The Scottish Government plans to appoint a teacher/ educator/ nurse to oversee every child born. The intent is ‘Getting it right for every child;’ the scheme is commonly known as the ‘Named Person’ scheme. Aberdeen Voice asked the agency responsible for the roll-out of the Named Persons scheme to answer some of the many questions surrounding this controversial scheme. Here are the questions and replies, as well as a few further questions. By Suzanne Kelly
The controversial ‘Named Person’ scheme is the subject of heated debate and discussion online and offline. The named person will follow a child from birth to age 18, looking at any records they wish concerning the child and its family, such as health, education, police; anything.
The intention may be a good one, to ensure that no child is abused. A number of questions were put to the government, and after a few weeks their spokesperson responded as follows:
Q1. How do you square this scheme with the opinion of the Law Society, which warns that the move could be illegal under Article 8 of the European Convention of Human Rights (ECHR), which protects a parent’s “private and family life”.
“The legislation was recently the subject of a challenge in court, heard in November and December 2014. The challenges to the legislation were rejected in their entirety by the Court. The Court found that Part 4 (Named Persons) of the Act does not contravene the ECHR, EU law or the Data Protection Act (DPA).”
Q2. Do you intend to compel children to answer questions?
“No. As we have said before, there is no obligation for a parent, child or young person to engage with the Named Person. The legislation brings no new powers for teachers, or any other professionals.”
[At present there are strict laws governing who can access personal data; it is far from clear whether that protection will apply to Named Persons who want to look at files. While the answer says children will not be compelled to answer, it was presented in court that they will indeed be made to answer questions with QC Aiden O’Neil telling the court there is no provision for opt-out http://www.bbc.co.uk/news/uk-scotland-30935806 . Anyone who doesn’t want to answer questions, or any family that doesn’t want to participate should be made aware of the answer the government supplied here that says the scheme is not compulsory.]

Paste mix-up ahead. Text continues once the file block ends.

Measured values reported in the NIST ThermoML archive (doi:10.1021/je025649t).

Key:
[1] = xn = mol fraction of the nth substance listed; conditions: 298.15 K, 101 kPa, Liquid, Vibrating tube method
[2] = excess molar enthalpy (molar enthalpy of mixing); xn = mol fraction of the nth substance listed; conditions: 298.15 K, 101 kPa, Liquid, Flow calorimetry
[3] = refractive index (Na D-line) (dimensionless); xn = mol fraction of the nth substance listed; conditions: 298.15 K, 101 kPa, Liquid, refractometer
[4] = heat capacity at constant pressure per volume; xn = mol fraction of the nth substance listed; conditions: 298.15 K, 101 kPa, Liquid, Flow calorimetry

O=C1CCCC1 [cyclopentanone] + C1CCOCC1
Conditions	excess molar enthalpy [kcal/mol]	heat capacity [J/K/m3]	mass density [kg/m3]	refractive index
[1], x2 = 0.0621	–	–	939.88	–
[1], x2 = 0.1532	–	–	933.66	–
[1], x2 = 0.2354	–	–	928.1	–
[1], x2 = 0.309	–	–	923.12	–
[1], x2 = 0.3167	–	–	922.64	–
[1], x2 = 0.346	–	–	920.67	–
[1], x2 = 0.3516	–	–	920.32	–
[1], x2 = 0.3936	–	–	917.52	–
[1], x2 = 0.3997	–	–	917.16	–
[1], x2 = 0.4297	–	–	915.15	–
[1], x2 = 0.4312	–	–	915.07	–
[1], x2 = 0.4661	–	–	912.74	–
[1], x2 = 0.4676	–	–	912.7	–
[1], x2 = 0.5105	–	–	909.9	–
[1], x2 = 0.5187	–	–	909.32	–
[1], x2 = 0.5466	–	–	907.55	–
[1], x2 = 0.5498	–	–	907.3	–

Q3. Will children be forewarned before they are questioned? This apparently did not happen in at least one case. In Aberdeen, a teenage girl was called out of her class and questioned by someone at first introduced as being a nurse. She was unprepared and uncomfortable.
“The Scottish Government cannot comment on individual cases.”
[The question was whether or not a person would be forewarned they are to be questioned. This was not answered.]
Q4. The girl was asked questions about her period among other things. Is this sort of questioning what is being rolled out? Please send me a list of questions which children will be asked to answer.
“The Scottish Government cannot comment on individual cases. There is no list of questions.”
[If there are no set questions that can be published, then how can a child or a family possibly know what questions and what subjects are covered under this scheme? The absence of set questions leaves this sensitive questioning of a child open-ended, and can be seen as a carte blanche open to abuse.]
Q5. A concerned parent wanted to know what had transpired and been written up as notes after their child was interviewed. The local authority planned to charge £10 per page of documentation supplied – and also was arguing that neither parent or child was really entitled to see any reports created by a named person.
“The Scottish Government cannot comment on individual cases.